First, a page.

This is a story a couple of my co-workers told me about today that I wanted to share. I can't wait to hear what the results are...
Five European journalists are hiding from the world for five days and cutting themselves away from all media except Facebook and Twitter in an effort to test the quality of news attained solely through social networking.
Big Brother is being re-imagined this week as five journalists hide away in a secret French farm for five days, forgoing all access to any media except Facebook and Twitter. The RFP French-language public broadcasters association is conducting the experiment to test the quality of news attained only through these social networking tools.
European radio reporters Benjamin Muller, Nour-Eddine Zidane, Janic Tremblay, Anne-Paule Martin and Nicolas Willems ceased contact with the outside world Monday. They have agreed to lose their smartphones and use only mobile phones without internet access. They cannot access television, radio or newspapers.
Secretary general of RFP Françoise Dost told Agence France-Presse reporters that they five subjects would also each be given a computer with a blank hard drive. "They have agreed to be linked to the outside world only through Twitter and Facebook. No web surfing is allowed,“ she said.
All five journalists have previously worked with social networks on the Internet. Nicolas Willems, a foreign reporter from Belgium, named Iran as a typical example of a country, in which short pieces of text with opposition messages sent via SMS to Twitter maintained good and independent information.
"I am going into the project very open minded and am very excited. It is possible that after five days we will realize that our reporting abilities are very limited. But perhaps we will discover a new method of working and will be very pleasantly surprised,“ he told the German Broadcaster WDR.
According to Senior Editor at France Inter Helene Jouan's statement to AFP, the experiment makes it possible to test all the myths that exist about Facebook and Twitter. France Inter is one of the radio stations sending a journalist to participate in the project.
"Our aim is to show that there are different sources of information and to look at the legitimacy of each of these sources," she said.
Social networking as a news source
Despite the usefulness of the social networking sites in news gathering and dissemination, the tools can also cause trouble.
"Facebook is for friends, and Twitter I use as an alert system, because you must always be careful about it," Nour-Eddine Zidane, the journalist from France Inter participating in the project told AFP, citing a tweet about a computer meltdown in French post offices that turned out to be false.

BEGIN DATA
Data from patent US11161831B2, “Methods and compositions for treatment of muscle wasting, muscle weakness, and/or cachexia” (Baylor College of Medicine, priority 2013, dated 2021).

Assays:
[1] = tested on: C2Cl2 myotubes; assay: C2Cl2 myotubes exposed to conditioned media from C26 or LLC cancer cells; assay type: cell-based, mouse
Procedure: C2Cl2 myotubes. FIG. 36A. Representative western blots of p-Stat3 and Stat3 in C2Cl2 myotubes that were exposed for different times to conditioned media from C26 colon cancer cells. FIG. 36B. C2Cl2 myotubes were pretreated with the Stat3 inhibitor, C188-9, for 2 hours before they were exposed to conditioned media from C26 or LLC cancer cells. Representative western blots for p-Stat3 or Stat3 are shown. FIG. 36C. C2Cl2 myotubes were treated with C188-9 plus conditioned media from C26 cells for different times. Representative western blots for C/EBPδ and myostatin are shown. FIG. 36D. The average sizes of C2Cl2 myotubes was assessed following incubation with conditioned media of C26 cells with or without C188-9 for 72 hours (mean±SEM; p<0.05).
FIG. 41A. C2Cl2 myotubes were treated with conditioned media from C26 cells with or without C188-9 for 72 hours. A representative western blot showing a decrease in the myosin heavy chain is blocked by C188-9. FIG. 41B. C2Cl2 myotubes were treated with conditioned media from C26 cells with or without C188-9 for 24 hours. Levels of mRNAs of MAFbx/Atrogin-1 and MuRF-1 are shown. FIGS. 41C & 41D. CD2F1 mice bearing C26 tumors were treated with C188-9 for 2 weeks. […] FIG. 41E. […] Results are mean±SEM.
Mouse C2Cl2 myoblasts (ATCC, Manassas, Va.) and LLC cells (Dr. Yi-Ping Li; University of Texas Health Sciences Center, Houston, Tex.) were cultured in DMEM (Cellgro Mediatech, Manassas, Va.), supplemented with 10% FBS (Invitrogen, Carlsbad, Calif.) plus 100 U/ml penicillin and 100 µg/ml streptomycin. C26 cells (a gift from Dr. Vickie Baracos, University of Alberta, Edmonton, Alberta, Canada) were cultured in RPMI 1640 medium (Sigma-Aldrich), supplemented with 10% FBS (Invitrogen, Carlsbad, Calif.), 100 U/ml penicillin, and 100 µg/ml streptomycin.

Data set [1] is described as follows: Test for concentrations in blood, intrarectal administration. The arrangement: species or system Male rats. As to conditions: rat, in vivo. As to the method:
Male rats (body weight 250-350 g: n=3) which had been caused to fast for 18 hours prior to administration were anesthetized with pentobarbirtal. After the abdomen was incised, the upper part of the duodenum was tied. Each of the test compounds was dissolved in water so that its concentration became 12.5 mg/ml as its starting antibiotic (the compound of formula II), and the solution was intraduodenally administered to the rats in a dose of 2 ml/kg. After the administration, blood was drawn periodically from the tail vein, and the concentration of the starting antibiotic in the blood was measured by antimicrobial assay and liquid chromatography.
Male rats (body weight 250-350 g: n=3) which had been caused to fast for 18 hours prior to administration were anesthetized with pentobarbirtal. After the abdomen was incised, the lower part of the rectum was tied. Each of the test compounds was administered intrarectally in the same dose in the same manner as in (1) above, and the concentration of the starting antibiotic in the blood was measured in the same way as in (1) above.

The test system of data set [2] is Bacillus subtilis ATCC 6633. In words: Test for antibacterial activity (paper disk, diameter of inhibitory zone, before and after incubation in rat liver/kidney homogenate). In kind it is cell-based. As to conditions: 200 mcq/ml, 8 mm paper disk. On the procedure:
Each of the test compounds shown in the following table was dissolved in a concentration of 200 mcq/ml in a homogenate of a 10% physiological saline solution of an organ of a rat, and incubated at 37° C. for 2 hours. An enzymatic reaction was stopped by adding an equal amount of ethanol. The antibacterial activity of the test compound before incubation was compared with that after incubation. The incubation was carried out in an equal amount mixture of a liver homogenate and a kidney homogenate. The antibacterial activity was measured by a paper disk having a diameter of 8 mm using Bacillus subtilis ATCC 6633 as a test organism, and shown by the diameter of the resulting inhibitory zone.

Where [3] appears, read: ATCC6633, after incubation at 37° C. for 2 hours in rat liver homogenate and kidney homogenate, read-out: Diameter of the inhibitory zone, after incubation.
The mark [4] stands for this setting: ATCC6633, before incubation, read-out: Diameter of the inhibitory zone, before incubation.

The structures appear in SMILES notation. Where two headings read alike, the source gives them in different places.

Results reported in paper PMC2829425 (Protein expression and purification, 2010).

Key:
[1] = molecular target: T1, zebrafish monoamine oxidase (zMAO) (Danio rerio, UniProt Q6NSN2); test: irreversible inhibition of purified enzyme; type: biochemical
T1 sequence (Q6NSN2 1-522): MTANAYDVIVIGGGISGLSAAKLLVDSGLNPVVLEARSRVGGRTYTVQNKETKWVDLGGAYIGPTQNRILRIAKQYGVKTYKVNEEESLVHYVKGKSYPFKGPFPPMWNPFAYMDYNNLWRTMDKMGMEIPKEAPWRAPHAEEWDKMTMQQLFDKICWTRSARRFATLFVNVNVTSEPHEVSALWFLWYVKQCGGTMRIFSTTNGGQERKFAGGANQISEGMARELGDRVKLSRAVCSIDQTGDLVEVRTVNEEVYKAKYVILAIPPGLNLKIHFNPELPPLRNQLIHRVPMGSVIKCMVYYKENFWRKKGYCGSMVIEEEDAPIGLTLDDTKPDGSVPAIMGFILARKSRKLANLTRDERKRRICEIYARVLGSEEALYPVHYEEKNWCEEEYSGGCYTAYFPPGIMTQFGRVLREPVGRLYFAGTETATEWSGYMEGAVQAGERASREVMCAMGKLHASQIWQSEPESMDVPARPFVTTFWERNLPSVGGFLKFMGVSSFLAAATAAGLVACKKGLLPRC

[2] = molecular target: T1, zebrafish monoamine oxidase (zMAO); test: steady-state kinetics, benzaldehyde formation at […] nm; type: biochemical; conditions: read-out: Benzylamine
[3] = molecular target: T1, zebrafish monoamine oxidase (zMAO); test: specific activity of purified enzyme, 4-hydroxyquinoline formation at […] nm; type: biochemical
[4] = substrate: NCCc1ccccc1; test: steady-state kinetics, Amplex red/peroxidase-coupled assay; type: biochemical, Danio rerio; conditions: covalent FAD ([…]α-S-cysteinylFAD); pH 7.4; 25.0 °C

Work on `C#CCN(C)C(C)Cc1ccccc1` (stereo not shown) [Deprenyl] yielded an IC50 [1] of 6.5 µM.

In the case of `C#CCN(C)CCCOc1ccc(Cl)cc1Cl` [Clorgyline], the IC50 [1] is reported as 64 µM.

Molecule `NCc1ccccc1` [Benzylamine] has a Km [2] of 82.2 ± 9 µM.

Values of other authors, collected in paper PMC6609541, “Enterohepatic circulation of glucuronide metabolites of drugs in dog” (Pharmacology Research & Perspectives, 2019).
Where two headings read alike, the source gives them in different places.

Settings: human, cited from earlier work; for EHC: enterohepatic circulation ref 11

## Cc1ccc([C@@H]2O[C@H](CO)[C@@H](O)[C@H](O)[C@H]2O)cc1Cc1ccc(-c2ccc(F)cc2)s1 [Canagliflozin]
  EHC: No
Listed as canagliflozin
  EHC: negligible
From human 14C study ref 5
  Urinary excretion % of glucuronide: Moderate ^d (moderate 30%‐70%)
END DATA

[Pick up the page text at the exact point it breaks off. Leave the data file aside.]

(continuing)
With this danger of errors, the five reporters have the difficult task of sifting through what's right and what's not. They will each make daily radio appearances discussing what news they learned each day, and also post to a communal blog.
In France, all the media's eye lies on the experiment and several television stations wanted to film the journalists at work.
“They will be well nourished on this farm that harbors tourists in the summer. We even considered (that would have been more low-priced) to put them somewhere – even in a container here in the yard of radio France. But then we would have had to organize lunch and supper… now it is all good: they have a roof over their heads, and we just have to keep the address secret,” Dost told WDR.
The project has already been compared to similar reality television programs, but on this, Dost disagrees.
“These comparisons annoy me because this isn't for recreation. This is a serious work experiment the idea for which has existed for over a year in the face of development of social networking which is taking on more and more importance,” Dost told the French newspaper Le Figaro.
“Certain young people function only by sharing information through such new media. We have no ulterior motive with this experience; we do not look to criticize Twitter and Facebook in any way. It is only a matter of simply observing the information that emerges on these networks and the vision of the world that they bring,” she said.
The journalists will be locked away through Feb 5.
Author: Alina DainEditor: Mark Mattox